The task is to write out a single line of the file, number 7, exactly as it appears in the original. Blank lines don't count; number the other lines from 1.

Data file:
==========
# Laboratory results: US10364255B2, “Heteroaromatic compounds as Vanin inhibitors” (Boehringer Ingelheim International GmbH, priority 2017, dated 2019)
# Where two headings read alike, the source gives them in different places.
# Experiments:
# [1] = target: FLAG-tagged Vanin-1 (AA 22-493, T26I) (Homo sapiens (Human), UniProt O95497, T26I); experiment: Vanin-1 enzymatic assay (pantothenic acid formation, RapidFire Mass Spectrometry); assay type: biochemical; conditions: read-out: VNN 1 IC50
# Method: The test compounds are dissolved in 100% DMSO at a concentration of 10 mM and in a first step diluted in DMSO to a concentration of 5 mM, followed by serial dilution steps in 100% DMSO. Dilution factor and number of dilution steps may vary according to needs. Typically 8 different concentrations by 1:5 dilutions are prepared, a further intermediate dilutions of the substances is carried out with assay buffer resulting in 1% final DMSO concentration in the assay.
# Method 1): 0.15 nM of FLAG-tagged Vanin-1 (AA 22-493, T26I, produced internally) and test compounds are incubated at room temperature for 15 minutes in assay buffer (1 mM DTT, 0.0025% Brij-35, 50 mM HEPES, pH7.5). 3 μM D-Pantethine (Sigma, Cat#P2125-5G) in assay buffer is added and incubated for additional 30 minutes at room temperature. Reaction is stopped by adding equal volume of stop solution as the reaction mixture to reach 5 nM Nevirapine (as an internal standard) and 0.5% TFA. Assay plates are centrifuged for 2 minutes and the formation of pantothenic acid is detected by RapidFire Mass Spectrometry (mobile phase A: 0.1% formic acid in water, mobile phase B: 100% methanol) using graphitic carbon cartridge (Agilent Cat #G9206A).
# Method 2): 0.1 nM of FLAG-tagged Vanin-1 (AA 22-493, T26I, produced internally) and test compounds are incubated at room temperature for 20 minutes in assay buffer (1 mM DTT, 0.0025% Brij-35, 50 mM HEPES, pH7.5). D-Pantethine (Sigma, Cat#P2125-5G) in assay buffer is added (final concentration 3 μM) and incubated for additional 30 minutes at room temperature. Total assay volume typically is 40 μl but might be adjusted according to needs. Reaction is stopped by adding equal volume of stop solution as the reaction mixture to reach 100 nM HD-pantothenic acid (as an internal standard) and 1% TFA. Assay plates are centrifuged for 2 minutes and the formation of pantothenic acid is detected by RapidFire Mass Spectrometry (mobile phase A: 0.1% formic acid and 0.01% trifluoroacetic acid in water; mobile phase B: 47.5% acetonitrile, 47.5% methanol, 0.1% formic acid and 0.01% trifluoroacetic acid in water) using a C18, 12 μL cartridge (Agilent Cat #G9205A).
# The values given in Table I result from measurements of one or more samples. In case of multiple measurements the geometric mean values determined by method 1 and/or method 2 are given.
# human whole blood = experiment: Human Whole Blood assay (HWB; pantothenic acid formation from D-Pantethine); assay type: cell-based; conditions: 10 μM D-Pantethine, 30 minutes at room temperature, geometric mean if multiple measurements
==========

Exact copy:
# Method 2): 0.1 nM of FLAG-tagged Vanin-1 (AA 22-493, T26I, produced internally) and test compounds are incubated at room temperature for 20 minutes in assay buffer (1 mM DTT, 0.0025% Brij-35, 50 mM HEPES, pH7.5). D-Pantethine (Sigma, Cat#P2125-5G) in assay buffer is added (final concentration 3 μM) and incubated for additional 30 minutes at room temperature. Total assay volume typically is 40 μl but might be adjusted according to needs. Reaction is stopped by adding equal volume of stop solution as the reaction mixture to reach 100 nM HD-pantothenic acid (as an internal standard) and 1% TFA. Assay plates are centrifuged for 2 minutes and the formation of pantothenic acid is detected by RapidFire Mass Spectrometry (mobile phase A: 0.1% formic acid and 0.01% trifluoroacetic acid in water; mobile phase B: 47.5% acetonitrile, 47.5% methanol, 0.1% formic acid and 0.01% trifluoroacetic acid in water) using a C18, 12 μL cartridge (Agilent Cat #G9205A).